Google Real-Time Search was a feature of Google Search provided by Google in which search results also sometimes included real-time information from sources such as Twitter, Facebook, blogs, and news websites. The feature was introduced on December 7, 2009 and went off-line on July 2, 2011 after the deal with Twitter expired. Real-Time Search included Facebook status updates beginning on February 24, 2010. A feature similar to Real-Time Search was already available on Microsoft's Bing search engine, which showed results from Twitter and Facebook.
The interface for the engine showed a live, descending "river" of posts in the main region (which could be paused or resumed), while a bar chart metric of the frequency of posts containing a certain search term or hashtag was located on the right hand corner of the page above a list of most frequently reposted posts and outgoing links. Hashtag search links were also supported, as were "promoted" tweets hosted by Twitter (located persistently on top of the river) and thumbnails of retweeted image or video links.
In January 2011, geolocation links of posts were made available alongside results in Real-Time Search. In addition, posts containing syndicated or attached shortened links were made searchable by the link: query option.
In July 2011 Real-Time Search became inaccessible, with the Real-Time link in the Google sidebar disappearing and a custom 404 error page generated by Google returned at its former URL. Google originally suggested that the interruption was temporary and related to the launch of Google+; they subsequently announced that it was due to the expiry of a commercial arrangement with Twitter to provide access to tweets.
A hashtag is a type of metadata tag used on social networks such as Twitter and other microblogging services, allowing users to apply dynamic, user-generated tagging which makes it possible for others to easily find messages with a specific theme or content. Users create and use hashtags by placing the number sign or pound sign # usually in front of a word or unspaced phrase in a message. The hashtag may contain letters, digits, and underscores. Searching for that hashtag will yield each message that has been tagged with it. A hashtag archive is consequently collected into a single stream under the same hashtag. For example, on the photo-sharing service Instagram, the hashtag #bluesky allows users to find all the posts that have been tagged using that hashtag.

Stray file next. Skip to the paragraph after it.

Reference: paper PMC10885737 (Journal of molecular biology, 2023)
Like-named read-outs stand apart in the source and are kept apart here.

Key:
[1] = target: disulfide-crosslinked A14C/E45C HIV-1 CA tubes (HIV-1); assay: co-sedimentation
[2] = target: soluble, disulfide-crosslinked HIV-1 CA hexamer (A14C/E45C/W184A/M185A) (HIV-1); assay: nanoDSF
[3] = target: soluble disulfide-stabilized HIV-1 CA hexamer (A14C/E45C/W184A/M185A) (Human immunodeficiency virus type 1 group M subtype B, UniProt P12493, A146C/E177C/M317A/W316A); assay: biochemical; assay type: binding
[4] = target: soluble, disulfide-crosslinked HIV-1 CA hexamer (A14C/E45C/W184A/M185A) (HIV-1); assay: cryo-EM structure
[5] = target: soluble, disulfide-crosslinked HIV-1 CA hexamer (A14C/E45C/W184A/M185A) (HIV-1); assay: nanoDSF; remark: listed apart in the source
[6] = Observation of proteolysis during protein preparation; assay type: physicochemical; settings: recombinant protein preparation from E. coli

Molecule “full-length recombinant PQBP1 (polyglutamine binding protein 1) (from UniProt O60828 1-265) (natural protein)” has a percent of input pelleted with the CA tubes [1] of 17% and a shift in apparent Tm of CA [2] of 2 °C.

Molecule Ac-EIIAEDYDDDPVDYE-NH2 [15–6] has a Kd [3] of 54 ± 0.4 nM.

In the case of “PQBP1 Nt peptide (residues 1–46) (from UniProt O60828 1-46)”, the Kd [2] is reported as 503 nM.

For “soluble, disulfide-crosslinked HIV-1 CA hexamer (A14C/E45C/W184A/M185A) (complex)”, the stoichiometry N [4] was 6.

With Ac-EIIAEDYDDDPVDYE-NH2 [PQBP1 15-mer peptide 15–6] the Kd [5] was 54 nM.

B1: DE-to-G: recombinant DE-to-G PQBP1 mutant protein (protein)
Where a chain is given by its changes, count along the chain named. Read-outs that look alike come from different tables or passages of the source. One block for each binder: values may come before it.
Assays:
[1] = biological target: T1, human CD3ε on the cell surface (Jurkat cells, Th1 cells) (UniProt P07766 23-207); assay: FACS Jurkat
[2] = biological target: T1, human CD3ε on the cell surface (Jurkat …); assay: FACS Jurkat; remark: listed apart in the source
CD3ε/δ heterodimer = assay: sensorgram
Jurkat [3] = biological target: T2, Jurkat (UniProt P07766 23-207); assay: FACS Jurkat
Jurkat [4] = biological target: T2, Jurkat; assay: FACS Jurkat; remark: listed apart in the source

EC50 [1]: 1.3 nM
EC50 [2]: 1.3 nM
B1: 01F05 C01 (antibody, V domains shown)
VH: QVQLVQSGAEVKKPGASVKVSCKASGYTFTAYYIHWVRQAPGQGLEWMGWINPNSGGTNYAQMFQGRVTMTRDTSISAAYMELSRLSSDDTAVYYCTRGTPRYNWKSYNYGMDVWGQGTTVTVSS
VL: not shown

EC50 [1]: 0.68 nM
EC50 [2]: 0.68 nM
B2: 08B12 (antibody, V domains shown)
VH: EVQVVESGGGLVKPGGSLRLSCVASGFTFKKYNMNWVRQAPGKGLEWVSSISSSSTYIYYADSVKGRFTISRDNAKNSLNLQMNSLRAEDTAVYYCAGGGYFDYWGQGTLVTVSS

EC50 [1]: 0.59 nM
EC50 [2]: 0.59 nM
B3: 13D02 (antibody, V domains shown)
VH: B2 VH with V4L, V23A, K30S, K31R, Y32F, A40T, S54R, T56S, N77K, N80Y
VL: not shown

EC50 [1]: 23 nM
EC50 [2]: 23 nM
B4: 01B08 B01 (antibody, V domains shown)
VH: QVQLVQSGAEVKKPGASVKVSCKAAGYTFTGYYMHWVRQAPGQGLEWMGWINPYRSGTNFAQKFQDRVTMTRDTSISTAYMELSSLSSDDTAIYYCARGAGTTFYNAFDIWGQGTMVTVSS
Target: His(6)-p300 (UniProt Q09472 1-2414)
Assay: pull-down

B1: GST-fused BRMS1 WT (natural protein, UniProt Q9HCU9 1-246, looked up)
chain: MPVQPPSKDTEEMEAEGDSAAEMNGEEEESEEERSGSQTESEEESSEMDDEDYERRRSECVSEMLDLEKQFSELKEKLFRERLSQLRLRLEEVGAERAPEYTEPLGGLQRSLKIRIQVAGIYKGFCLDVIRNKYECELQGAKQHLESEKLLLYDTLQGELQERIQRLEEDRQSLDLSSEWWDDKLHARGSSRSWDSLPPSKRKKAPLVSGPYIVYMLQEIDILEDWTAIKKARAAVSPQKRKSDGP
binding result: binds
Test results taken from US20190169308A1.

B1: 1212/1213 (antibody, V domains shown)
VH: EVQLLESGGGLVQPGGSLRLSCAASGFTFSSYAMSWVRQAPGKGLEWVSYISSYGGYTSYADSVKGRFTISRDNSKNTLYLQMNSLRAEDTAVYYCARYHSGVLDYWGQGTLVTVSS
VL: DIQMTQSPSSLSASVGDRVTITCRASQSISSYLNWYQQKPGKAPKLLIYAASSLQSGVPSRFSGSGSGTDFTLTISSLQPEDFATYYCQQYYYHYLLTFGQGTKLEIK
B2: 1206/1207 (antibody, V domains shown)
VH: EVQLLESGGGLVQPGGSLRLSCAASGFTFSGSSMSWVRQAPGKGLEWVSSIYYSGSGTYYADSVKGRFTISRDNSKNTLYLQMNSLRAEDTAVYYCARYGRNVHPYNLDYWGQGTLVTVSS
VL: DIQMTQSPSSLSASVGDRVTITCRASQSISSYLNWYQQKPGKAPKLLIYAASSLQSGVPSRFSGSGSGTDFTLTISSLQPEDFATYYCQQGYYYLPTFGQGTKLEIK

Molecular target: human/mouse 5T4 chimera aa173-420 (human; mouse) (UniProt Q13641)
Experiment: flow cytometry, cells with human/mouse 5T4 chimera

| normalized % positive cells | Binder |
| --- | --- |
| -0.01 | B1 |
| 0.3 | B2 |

The use of hashtags was first proposed by Chris Messina in a 2007 tweet that, although initially decried by Twitter as a "thing for nerds", eventually led to their use rapidly becoming widespread throughout the platform. Messina, who made no attempt to copyright the use because he felt "they were born of the internet, and owned by no one", has subsequently been credited as the godfather of the hashtag. By the end of the decade hashtags could be seen in most emerging as well as established social media platforms including Instagram, Facebook, Reddit, and YouTube. So much so that Instagram had to officially place a "30 hashtags" limit on its posts to prevent people from abusing their use, a limit which Instagrammers eventually circumvented by posting hashtags in the comments section of their posts. As of 2018 more than 85% of the top 50 websites by traffic on the Internet use hashtags and their use is highly common with millennials, Gen Z, politicians, influencers, and celebrities worldwide. Because of its widespread use, hashtag was added to the Oxford English Dictionary in June 2014. The term hashtag is also sometimes erroneously used to refer to the hash symbol itself when used in the context of a hashtag. Formal taxonomies can be developed from the folk taxonomy rendered machine-readable by the markup that hashtags provide; this process is called folksonomy.Outline of Google
The following outline is provided as an overview of and topical guide to Google:
Google – American multinational technology company specializing in Internet-related services and products that include online advertising technologies, search, cloud computing, software, and hardware.Real-time web
The real-time web is a network web using technologies and practices that enable users to receive information as soon as it is published by its authors, rather than requiring that they or their software check a source periodically for updates.